Some Reflections on Conservative Politics and the Limits of the Criminal Sanction, 4 CHARLESTON LAW REVIEW 537 (2010) (solicited symposium contribution)

The Inaugural Address as Constitutional Statesmanship, 28 QUINNIPIAC LAW REVIEW 265 (2010);

Kennedy and the Tail of Minos, 69 LOUISIANA LAW REVIEW 593 (2009)

The Fiscal Consequences of Justice, OHIO STATE JOURNAL OF CRIMINAL LAW AMICI (2009) (solicited commentary, available at;

Judicializing Federative Power, 11 TEXAS REVIEW OF LAW & POLITICS 283 (2007)

The Second Death of Capital Punishment, 58 FLORIDA LAW REVIEW 639 (2006)

Every Day More Wicked: Reflections on Culture, Politics, and Punishment by Death, 22 JOURNAL OF LAW & POLITICS 113 (2006)

Rethinking the Presidential Veto, 42 HARVARD JOURNAL ON LEGISLATION 91 (2005).

Off the Rails on a Crazy Train?:  The Structural Consequences of Atkins and Modern Death Penalty Jurisprudence, 11 WIDENER LAW REVIEW 1 (2004)(solicited symposium contribution)

Habeas Corpus and the Safeguards of Federalism, 2 GEORGETOWN JOURNAL OF LAW & PUBLIC POLICY 109 (2004)


Presented "The Ineludible Politics of Addressing Gun Crime," Law & Legal Education in the Americas Conference, hosted by University of Detroit Mercy School of Law, Detroit, Michigan on June 22, 2013;

"A Discussion on the Law and Politics of Guns," remarks hosted by The Federalist Society and Criminal Law Society, University of Detroit Mercy School of Law, Detroit, Michigan on April 16, 2013;

Presented "Senatorial Nullification," 3rd Annual Constitutional Law Colloquium, Loyola University Chicago School of Law, Chicago, Illinois on November 2, 2012.

Presenter, “Federalism, Harm, and the Politics of Leal Garcia v. Texas” at a symposium on “Crime and Punishment: The Modern Development of Homegrown Creative Justice” hosted by Syracuse Law Review in Syracuse, New York on April 21, 2012.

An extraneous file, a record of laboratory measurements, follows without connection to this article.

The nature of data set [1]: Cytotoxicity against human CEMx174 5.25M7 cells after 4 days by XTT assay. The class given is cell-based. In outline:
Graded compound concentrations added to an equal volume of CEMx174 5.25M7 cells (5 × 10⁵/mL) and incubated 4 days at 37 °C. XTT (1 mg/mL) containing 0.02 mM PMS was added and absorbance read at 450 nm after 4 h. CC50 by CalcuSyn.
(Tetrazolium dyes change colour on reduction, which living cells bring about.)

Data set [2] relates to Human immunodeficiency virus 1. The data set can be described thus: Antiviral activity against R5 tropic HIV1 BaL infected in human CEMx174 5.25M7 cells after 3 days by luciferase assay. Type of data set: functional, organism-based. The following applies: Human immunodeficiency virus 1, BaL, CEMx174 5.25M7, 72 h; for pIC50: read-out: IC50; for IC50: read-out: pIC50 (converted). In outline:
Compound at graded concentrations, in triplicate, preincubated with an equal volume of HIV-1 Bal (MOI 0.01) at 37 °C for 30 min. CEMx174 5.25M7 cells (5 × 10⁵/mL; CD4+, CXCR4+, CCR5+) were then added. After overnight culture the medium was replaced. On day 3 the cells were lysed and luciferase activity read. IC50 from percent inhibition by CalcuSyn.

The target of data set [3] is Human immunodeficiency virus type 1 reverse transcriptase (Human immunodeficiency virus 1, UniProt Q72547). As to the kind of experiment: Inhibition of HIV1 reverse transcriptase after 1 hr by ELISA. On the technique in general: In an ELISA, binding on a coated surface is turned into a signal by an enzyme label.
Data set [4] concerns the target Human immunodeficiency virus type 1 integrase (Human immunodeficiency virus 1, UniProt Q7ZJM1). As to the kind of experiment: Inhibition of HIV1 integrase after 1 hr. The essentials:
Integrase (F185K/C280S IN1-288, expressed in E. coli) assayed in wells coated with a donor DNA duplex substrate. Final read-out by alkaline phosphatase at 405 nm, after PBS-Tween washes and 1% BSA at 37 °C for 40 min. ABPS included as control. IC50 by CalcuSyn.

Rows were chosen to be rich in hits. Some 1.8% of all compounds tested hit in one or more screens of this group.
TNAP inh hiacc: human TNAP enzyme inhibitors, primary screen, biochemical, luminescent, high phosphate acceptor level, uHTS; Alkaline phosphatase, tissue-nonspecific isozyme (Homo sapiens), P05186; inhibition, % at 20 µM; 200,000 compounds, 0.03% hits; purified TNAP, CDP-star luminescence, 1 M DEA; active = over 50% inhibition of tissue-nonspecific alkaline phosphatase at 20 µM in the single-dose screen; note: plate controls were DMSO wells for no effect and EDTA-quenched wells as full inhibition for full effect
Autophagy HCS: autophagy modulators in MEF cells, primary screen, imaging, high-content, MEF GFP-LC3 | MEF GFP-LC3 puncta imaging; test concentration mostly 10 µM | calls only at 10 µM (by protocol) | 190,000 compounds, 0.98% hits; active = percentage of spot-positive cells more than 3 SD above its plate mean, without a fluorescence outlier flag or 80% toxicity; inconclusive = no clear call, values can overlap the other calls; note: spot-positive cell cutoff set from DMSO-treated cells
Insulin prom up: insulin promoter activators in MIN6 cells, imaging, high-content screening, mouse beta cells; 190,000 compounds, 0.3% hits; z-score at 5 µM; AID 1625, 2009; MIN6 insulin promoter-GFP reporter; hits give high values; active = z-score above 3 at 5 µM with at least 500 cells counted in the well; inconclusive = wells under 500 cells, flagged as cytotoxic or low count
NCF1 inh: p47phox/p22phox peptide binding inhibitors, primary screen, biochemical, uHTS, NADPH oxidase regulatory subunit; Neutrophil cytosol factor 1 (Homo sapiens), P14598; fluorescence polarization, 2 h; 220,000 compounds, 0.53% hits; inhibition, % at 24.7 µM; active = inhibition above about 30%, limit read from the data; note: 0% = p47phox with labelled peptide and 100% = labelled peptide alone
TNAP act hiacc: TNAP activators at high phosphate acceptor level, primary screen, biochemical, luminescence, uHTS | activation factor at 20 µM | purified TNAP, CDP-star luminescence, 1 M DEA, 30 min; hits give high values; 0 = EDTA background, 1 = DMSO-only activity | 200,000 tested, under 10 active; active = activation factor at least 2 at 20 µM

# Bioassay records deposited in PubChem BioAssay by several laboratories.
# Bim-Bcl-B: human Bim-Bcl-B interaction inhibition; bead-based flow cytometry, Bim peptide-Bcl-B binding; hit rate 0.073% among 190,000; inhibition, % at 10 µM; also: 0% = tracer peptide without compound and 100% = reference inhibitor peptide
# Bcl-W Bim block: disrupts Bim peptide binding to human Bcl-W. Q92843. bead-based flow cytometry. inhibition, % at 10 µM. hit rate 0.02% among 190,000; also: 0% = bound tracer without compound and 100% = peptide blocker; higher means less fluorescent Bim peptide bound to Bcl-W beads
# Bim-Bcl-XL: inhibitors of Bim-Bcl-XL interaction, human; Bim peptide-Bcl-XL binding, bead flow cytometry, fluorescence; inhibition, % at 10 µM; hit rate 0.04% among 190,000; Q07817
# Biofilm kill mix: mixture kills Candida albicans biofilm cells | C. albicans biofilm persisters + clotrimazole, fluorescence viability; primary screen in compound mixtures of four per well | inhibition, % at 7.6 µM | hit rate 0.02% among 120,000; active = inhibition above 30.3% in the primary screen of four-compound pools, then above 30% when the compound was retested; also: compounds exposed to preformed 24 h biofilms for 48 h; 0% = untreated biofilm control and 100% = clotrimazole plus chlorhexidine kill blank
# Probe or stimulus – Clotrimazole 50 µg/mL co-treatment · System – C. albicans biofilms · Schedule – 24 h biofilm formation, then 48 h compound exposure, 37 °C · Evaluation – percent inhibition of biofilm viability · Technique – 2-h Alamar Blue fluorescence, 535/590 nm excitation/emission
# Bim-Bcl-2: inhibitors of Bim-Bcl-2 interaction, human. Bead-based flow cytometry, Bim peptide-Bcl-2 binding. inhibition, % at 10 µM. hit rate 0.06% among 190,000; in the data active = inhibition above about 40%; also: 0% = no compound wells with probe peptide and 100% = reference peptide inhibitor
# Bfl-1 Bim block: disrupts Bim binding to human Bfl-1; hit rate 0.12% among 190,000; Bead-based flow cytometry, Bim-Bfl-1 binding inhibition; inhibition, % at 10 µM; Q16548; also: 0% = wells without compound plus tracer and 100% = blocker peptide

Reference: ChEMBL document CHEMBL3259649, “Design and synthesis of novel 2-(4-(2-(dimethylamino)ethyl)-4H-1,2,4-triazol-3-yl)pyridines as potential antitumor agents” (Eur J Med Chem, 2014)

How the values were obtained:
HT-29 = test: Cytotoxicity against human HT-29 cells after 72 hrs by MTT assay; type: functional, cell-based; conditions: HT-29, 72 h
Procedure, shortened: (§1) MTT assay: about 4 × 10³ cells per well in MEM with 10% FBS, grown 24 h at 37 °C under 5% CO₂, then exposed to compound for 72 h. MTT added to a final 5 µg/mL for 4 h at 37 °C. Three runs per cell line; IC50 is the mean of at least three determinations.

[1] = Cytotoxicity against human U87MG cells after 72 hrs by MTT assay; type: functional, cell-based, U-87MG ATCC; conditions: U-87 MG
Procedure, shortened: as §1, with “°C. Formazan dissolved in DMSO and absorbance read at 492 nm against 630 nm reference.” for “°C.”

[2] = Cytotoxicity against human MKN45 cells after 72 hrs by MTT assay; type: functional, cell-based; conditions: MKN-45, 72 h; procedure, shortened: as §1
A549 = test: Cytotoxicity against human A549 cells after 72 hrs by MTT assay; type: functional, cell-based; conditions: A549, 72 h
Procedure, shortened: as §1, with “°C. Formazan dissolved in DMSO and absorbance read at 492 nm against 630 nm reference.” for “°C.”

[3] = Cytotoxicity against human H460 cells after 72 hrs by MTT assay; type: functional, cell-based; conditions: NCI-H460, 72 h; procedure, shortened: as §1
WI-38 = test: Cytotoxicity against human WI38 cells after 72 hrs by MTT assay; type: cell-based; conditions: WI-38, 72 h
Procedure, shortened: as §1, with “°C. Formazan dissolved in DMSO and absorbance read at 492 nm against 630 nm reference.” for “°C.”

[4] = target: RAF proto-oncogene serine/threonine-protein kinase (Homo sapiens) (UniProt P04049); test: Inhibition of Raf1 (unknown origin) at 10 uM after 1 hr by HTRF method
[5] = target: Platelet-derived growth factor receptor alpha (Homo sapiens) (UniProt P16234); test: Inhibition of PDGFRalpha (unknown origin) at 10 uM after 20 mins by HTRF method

Presenter, “Capital Prejudice” at a symposium entitled “Cultural Competency and the Death Penalty” hosted by the University of Memphis Law Review in Memphis, Tennessee on March 30, 2012.

peaker and panelist, Symposium on “The Death Penalty in America,” hosted by Hamline Journal of Public Law & Policy, St. Paul, Minnesota (March 27, 2015);

Speaker and panelist, “The Reality of Police Brutality,” hosted by Amnesty International and American Constitution Society, University of Detroit Mercy School of Law, Detroit, Michigan (March 25, 2015);

Speaker, Sandra Ruffin Memorial Symposium, “The Snowden Effect: The Impact of Spilling National Secrets,” hosted by Lincoln Memorial University Law Review, Knoxville, Tennessee (January 30, 2015);

Presented “Congress as Prosecutor,” 5th Annual Constitutional Law Colloquium, Loyola University Chicago School of Law, Chicago, Illinois (November 7, 2014);

Presented “The Ineludible (Constitutional) Politics of Guns,” Michigan Academy of Science, Arts & Letters Annual Meeting, hosted by Oakland University, Rochester, Michigan (February 28, 2014);

Speaker and Panelist, Panel on Litigating the Second Amendment, Symposium on “Up in Arms: The Second Amendment in the Modern Republic,” hosted by the Connecticut Law Review, Hartford, Connecticut (November 15, 2013);

Recent Media Converage:

Dzhokhar Tsarnaev indicted in Boston Marathon Bombings

Boston Bomb Defendant Cited Muslims' Deaths, U.S. Says

Bombing suspect charged, could face execution

James Porter, NRA President, Arrives at Crucial Time for Gun Rights Battle in Courts

Inside the NRA's Plan for Guns in Schools

DOJ Unlikely To Prosecute Holder Contempt Charge

STOLEN VALOR ACT: War medal forgery law ruled unconstitutional


Criminal Law (1140)

Constitutional Law (2060)

Criminal Procedure (2100)

The Death Penalty in America (2600)

Fourteenth Amendment (3110)

Federal Criminal Law (6220)